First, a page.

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Charles, perjured traitor, for his part,
Should die slow of a broken heart
Under his new employers. Last
-Ah, there, what should I wish? For

Do I grow old and out of strength.
If I resolved to seek at length
My father's house again, how scared
They all would look, and unprepared!
My brothers live in Austria's pay
-Disowned me long ago, men say;
And all my early mates who used
To praise me so-perhaps induced
More than one early step of mine--
Are turning wise: while some opine
"Freedom grows licence," some suspect
Haste breeds delay," and recollect
They always said, such premature
Beginnings never could endure!
So, with a sullen "All's for best,"
The land seems settling to its rest.
I think then, I should wish to stand
This evening in that dear, lost land,
Over the sea the thousand miles,
And know if yet that woman smiles
With the calm smile; some little farm
She lives in there, no doubt: what harm
If I sat on the door-side bench,


And, while her spindle made a trench
Fantastically in the dust,
Inquired of all her fortunes-just
Her children's ages and their names,
And what may be the husband's aims
For each of them. I'd talk this out,
And sit there, for an hour about,
Then kiss her hand once more, and lay
Mine on her head, and go my way.

So much for idle wishing-how It steals the time! To business now. 1845.



I COULD have painted pictures like that youth's Ye praise so. How my soul springs up! No bar Stayed me-ah, thought which saddens

while it soothes! -Never did fate forbid me, star by star,

To outburst on your night with all my gift

Of fires from God: nor would my flesh have shrunk From seconding my soul, with eyes uplift

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Have scared me, like the revels through a door Of some strange house of idols at its rites!

This world seemed not the world it was before:

Mixed with my loving trusting ones, there trooped

... Who summoned those cold faces that begun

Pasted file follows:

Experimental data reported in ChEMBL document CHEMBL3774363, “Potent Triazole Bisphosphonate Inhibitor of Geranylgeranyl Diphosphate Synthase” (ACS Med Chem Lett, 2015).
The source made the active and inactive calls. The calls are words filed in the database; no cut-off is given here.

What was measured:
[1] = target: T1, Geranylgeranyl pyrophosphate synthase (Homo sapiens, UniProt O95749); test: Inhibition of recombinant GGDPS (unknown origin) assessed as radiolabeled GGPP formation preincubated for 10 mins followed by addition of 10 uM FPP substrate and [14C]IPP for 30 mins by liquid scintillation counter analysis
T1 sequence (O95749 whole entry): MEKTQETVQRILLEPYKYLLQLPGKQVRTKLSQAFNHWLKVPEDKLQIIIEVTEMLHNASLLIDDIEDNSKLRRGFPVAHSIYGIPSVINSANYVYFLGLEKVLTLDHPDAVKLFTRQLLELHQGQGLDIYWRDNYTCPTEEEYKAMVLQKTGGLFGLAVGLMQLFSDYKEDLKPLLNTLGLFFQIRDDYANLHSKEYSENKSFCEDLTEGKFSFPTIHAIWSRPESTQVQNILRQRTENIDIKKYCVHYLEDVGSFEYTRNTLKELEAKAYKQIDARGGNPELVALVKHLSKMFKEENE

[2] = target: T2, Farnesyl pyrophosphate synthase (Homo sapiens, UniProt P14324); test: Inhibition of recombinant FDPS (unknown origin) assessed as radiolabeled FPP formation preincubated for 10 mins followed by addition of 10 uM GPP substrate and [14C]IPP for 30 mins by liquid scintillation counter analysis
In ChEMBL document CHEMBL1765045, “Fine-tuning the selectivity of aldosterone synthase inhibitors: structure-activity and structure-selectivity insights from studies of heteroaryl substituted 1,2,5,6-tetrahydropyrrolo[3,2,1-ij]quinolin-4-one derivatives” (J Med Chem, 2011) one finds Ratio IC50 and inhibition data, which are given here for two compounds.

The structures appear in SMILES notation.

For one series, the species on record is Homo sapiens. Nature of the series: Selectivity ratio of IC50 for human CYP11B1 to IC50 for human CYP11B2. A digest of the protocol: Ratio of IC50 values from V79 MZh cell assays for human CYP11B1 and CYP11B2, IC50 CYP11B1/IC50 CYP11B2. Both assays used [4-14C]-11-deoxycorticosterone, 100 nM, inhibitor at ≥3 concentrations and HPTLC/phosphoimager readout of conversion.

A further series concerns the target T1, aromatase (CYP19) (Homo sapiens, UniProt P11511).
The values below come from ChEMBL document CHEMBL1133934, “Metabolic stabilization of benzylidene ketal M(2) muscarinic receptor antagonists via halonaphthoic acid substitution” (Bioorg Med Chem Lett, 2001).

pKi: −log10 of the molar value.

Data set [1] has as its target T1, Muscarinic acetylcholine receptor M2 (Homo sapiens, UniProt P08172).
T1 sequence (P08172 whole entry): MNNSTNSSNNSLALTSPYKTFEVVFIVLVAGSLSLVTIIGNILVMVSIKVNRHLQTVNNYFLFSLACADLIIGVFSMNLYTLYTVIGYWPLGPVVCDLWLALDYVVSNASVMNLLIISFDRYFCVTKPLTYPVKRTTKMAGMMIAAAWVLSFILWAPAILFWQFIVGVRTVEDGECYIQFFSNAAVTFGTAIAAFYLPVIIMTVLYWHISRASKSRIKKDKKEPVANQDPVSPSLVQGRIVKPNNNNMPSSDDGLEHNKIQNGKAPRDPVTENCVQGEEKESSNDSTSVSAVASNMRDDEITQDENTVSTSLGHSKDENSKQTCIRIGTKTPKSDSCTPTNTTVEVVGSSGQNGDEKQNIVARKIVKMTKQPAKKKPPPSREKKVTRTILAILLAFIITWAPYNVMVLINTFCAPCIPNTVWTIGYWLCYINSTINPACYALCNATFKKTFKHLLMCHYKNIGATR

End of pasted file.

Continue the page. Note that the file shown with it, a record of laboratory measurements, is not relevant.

To press on me and judge me? Though I stooped

Shrinking, as from the soldiery a


They drew me forth, and spite of me. enough!

These buy and sell our pictures, take and give,

Count them for garniture and householdstuff,

And where they live needs must our pictures live

And see their faces, listen to their prate,

Partakers of their daily pettiness, Discussed of,-"This I love, or this I hate,

This likes me more, and this affects me less!" Wherefore I chose my portion. If at whiles

My heart sinks, as monotonous I paint These endless cloisters and eternal aisles With the same series, Virgin, Babe and Saint,

With the same cold calm beautiful regard,At least no merchant traffics in my heart; The sanctuary's gloom at least shall ward

Vain tongues from where my pictures stand apart: Only prayer breaks the silence of the shrine

While, blackening in the daily candlesmoke, They moulder on the damp wall's travertine,

Mid echoes the light footstep never woke.

Co, die my pictures! surely, gently die !

O youth, men praise so,-holds their [Taise its worth?

Blown harshly, keeps the
golden cry?
Tastes sweet the water
specks of earth?


trump its

with such 1845.

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1 "I know no other piece of modern English, prose or poetry, in which there is so much told, as in these lines, of the Renaissance spirit,-its worldliness, inconsistency, pride, hypocrisy, ignorance of itself, love of art, of luxury, and of good Latin. It is nearly all that I said of the central Renaissance in thirty pages of the Stones of Venice, put into as many lines, Browning's being also the antecedent work. The worst of it is that this kind of concentrated writing needs so much solution before the reader can fairly get the good of it, that people's patience fails them, and they give the thing up as insoluble; though, truly, it ought to be to the current of common thought like Saladin's talisman, dipped in clear water, not soluble altogether, but inaking the element medicinal.” (Ruskin.) Other aspects of the Renaissance spirit, finer but equally true, are expressed, with similar coucentration, in Old Pictures in Florence, Pictor Ignotus, Andrea del Sarto, The Grammarian's Funeral, etc. etc.

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